Fitzroy River plan bonanza
The Fitzroy River catchment could support 4700 jobs and benefit from $1.1 billion in annual economic activity, according to a study by the CSIRO.
The investigation of water resources in the Mitchell catchment of Darwin, Burdekin in Queensland and the Fitzroy was done on behalf of the Federal Government.
For the Kimberley, the report found pumping water out of the catchment into ring tanks could support 160,000ha of one dryseason crop per year in 85 per cent of years.
“It is physically possible to pump 1700GL of water in 85 per cent of years from major rivers and tributaries in the Fitzroy catchment into ring tanks near agricultural soils,” the report said.
“This volume of water would fill 425 ring tanks, each of capacity 4GL, and cost approximately $935 million.
“This would enable 160,000ha of clay soils under dry-season cotton to be irrigated, generating an annual gross value of production of approximately $750 million.”
The report said a further 30,000ha of hay production could be supported by groundwater in all years.
Kimberley Pilbara Cattleman’s Association chief executive Emma White welcomed the report, saying it would underpin issues such as the implementation of the WA Government’s election commitment to create a Fitzroy River National Park.
“It’s (the report) critical to water allocation planning work they’ll be doing for the Fitzroy catchment, but also the overall land-use management and development framework,” Ms White said.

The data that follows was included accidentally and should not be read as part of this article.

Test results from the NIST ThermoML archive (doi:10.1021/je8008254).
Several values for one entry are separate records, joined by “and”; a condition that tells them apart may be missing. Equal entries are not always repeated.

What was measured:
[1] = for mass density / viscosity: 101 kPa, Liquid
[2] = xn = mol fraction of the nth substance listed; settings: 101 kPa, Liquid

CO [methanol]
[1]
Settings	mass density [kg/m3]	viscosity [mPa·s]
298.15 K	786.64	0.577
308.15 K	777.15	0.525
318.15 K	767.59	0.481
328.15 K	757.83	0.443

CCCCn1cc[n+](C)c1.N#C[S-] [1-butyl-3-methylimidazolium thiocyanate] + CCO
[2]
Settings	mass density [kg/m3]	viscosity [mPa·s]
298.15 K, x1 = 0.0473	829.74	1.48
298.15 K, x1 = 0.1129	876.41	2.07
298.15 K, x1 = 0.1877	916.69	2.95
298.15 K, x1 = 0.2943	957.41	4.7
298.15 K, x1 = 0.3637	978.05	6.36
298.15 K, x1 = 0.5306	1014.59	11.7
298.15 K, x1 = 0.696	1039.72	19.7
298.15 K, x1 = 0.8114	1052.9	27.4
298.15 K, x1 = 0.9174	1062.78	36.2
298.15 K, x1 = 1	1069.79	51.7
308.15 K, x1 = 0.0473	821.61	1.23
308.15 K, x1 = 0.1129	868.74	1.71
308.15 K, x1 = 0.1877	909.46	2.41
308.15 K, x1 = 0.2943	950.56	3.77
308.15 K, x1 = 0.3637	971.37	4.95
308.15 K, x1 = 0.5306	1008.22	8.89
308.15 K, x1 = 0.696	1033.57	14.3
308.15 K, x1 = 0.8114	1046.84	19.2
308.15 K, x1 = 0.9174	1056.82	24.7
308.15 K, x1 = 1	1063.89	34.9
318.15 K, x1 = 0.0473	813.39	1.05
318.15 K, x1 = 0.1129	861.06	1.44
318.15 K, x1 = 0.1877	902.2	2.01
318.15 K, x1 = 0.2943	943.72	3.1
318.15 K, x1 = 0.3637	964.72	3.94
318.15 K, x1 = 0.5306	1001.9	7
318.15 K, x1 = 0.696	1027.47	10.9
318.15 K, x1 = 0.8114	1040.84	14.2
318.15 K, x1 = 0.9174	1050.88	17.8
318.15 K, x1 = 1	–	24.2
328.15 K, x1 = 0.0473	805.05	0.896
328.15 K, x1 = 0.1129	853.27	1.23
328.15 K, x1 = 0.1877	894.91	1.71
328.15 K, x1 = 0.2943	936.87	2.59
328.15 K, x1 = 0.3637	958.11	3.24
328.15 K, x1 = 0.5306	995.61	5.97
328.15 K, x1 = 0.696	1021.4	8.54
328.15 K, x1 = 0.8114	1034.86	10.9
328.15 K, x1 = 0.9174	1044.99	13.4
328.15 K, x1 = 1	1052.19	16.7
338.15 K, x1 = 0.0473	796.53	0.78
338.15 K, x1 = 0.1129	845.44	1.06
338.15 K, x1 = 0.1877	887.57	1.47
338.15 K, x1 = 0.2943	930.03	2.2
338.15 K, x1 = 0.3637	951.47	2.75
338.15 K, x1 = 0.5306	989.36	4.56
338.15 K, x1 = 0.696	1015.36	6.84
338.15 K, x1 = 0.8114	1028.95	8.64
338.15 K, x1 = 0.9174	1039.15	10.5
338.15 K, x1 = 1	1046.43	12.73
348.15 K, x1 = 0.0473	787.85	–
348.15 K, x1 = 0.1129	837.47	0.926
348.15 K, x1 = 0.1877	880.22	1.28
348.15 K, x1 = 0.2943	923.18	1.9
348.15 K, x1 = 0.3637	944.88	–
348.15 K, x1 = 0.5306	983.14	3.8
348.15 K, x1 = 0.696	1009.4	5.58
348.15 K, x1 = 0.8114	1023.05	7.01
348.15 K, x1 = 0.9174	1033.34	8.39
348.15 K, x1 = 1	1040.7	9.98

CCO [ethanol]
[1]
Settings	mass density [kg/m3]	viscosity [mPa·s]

While the report also mentions the potential for dams, organisations such as the KPCA and Shire of Derby-West Kimberley are interested in non-dam-related water potential.
Shire of Wyndham East Kimberley president Dave Menzel said developers could learn from the issues faced on the Ord River when it came to the Fitzroy.
“With some good science behind it I’m sure there’s some opportunity there, especially for traditional owners, to generate some economic development and work,” he said.
“I think we really seriously need to look at science and see if we can’t make some progress in that area.”
A WA Government spokeswoman said it provided data to the Federal Government for the report but it was not consulted on the final product, its findings or recommendations.